Global Perspectives: Bosnian Native Recounts Life Before and During War

Global Perspectives: Bosnian Native Recounts Life Before and During War

By Elaine Loft, Staff Writer

The Derryfield community welcomed Alen Ombergovic, a Bosnian native, in a presentation made possible by the E. Charles Sanborn Visiting Fellow Fund. When armed conflict broke out, Omerbegovic was living with his family in the northeastern region of Bosnia and Herzegovina. He was confronted with the harsh realities of war at the young age of 16. 

Ombergovic opened his talk with an overview of Bosnia, its history, and its people. He emphasized that Bosnia was a place where Muslims, Serbs, Croats and the Roma people all existed peacefully in adjoining neighborhoods. Bosnia was a “melting pot,” but the sentiment was, “if we are together, we are stronger.” Ombergovic noted that people from different faiths supported one another, both spiritually and even financially–often contributing to projects at other centers of worship. 

Engaging the audience, Ombergovic then shared some of the causes that led to the Bosnian War, including: nationalism, political instability, historical grievances, fear, and one’s perception of others. “People who lived by our side, sent their children to the same schools, spoke the same language, were now portrayed as non-human.” He asked the students, faculty, and staff to turn to their neighbors to consider, “What makes people turn against one another? Against their neighbors and friends?”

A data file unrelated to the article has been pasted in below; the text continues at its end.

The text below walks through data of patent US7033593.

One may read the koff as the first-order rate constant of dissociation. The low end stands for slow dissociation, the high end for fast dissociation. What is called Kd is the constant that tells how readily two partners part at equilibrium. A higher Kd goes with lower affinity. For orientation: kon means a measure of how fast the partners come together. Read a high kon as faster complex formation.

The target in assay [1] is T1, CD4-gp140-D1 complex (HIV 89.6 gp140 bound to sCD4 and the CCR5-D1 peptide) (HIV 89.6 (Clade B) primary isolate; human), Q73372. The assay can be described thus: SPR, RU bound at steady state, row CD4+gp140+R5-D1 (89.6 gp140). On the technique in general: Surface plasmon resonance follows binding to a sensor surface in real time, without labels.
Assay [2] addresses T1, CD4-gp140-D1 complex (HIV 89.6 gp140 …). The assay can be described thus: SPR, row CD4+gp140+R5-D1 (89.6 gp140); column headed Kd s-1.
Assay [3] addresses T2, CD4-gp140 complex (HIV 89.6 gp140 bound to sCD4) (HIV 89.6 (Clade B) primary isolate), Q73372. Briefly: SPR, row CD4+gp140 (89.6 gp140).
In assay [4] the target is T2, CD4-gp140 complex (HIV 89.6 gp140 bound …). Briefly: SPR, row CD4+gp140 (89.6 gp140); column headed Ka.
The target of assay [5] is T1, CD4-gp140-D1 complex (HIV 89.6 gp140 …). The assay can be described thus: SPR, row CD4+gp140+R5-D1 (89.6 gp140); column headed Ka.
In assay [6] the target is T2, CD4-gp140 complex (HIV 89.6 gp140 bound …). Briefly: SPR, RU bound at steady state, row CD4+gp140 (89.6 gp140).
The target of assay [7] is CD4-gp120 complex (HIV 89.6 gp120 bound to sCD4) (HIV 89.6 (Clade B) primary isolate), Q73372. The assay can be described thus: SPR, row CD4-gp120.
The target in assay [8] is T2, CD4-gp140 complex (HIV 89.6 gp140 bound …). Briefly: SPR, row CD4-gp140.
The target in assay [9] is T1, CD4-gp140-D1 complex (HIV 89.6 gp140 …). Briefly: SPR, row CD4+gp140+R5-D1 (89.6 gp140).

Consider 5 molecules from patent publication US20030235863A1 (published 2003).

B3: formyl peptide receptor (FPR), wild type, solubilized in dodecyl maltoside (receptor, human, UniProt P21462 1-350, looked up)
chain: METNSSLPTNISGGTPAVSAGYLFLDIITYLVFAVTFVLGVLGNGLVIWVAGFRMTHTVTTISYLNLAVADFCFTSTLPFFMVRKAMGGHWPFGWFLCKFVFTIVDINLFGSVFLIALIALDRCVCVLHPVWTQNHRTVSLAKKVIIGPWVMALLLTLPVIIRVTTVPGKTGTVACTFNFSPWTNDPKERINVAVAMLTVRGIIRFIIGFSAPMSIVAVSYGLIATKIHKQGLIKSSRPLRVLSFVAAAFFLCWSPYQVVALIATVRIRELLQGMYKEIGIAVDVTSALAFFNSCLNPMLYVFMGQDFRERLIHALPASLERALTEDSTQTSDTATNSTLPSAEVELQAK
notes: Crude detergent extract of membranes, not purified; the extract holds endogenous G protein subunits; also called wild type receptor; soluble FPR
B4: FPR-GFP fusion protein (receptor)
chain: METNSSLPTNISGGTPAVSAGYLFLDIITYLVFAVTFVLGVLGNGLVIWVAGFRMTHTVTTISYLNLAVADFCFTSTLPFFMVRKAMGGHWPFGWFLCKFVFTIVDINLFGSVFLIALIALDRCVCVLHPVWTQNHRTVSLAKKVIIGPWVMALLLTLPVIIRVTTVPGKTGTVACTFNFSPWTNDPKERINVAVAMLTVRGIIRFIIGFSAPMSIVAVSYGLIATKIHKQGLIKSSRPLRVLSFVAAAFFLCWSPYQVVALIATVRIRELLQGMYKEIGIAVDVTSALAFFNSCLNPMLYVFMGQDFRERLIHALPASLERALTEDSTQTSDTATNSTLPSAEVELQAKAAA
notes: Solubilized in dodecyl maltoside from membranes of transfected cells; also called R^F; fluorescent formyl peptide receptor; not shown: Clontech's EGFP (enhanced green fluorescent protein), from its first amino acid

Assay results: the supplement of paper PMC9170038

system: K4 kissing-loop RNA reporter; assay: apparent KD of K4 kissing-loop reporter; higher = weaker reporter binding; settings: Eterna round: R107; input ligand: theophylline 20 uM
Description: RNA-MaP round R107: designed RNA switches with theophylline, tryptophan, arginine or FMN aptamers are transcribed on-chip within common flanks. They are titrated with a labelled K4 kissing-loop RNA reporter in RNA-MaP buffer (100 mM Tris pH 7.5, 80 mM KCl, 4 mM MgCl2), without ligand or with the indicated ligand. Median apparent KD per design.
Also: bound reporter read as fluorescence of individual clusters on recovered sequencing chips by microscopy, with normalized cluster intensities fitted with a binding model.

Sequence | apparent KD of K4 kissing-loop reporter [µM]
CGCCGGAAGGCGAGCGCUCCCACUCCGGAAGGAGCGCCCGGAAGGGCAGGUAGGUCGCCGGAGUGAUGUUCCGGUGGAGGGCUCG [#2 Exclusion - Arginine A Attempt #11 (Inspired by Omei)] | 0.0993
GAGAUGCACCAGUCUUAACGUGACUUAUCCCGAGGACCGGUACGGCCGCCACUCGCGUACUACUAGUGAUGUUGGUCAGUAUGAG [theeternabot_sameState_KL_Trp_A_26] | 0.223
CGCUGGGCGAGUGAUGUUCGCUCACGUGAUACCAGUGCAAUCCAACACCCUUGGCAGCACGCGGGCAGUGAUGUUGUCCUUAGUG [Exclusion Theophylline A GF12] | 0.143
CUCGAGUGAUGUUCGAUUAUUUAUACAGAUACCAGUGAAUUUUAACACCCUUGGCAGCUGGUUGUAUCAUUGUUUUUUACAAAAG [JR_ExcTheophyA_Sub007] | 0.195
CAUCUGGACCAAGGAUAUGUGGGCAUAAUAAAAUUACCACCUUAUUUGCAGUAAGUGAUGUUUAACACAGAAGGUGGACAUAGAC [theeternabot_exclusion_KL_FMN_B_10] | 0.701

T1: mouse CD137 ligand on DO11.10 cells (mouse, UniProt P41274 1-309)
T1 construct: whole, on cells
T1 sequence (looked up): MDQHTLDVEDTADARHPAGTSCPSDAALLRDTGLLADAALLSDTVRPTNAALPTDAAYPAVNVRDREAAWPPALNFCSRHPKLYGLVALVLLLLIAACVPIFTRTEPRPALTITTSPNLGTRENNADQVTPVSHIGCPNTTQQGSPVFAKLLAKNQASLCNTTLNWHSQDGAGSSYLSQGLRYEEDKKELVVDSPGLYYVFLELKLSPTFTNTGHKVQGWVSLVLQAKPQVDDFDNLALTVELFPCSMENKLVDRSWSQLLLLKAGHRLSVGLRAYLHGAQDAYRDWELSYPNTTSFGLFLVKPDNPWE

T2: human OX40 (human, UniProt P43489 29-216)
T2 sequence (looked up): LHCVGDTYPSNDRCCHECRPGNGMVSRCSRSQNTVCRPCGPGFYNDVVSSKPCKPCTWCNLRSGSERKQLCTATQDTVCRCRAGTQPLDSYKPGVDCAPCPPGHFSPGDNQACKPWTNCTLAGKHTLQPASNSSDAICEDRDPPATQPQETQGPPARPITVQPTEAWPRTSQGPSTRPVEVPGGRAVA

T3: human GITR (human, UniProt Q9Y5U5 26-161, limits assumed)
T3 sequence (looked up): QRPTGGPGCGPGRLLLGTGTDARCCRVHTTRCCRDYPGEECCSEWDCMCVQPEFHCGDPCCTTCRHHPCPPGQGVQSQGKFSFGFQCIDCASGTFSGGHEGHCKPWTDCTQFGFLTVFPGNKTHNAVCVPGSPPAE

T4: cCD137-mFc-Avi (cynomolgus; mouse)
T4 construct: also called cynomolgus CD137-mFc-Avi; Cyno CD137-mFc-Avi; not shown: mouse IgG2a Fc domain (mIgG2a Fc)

Ombergovic followed by sharing his own lived experience—a stark juxtaposition of his daily life before and during the war. He noted he was a “typical 16-year-old boy,” who enjoyed school, hanging out with his friends and playing sports, generally “having fun in life.” He had never considered another life—a life lived within a battle zone—a life filled with danger. Everything changed on April 6, 1992, when full-scale hostilities broke out. Ombergovic’s home was surrounded by Serbian forces, so he and his family went to stay with his paternal grandparents in a (largely) Bosnian enclave. After ten days, Ombergovic said he convinced his mother to return to their own home, as he wanted to be near his friends and neighbors. Unfortunately, after that point, “there was no more escape for us,” they were trapped in the war zone. They could see tanks from their balcony, shooting at various sites, like mosques. Houses were ablaze in fire. Electricity was cut off from the region and they had limited access to food. The Bosnians gathered together each night in one house, so they could protect each other, and share their food.

On May 5, 1992 the Serbian forces encircled the village. The women and children under the age of 15 were taken away, and Ombergovic was separated from his mother. Enduring unimaginable challenges, he was detained in both the Susica and the Batkovic concentration camps during the most tumultuous period of the Bosnian War. Ombergovic shared many details of his traumatic experience with the rapt Derryfield audience. At the end of his impactful presentation, the audience stood in applause, in recognition of Ombergovic’s resilience and fortitude in the face of the cruel realities of war.

After Community Meeting, Ombergovic attended several history classes, and joined Derryfield students, faculty and staff for lunch, where he had extended conversations about his experiences both during and after the Croat-Bosniak war.

Alen Ombergovic addresses Derryfield School Community Meeting on April 15, 2024.

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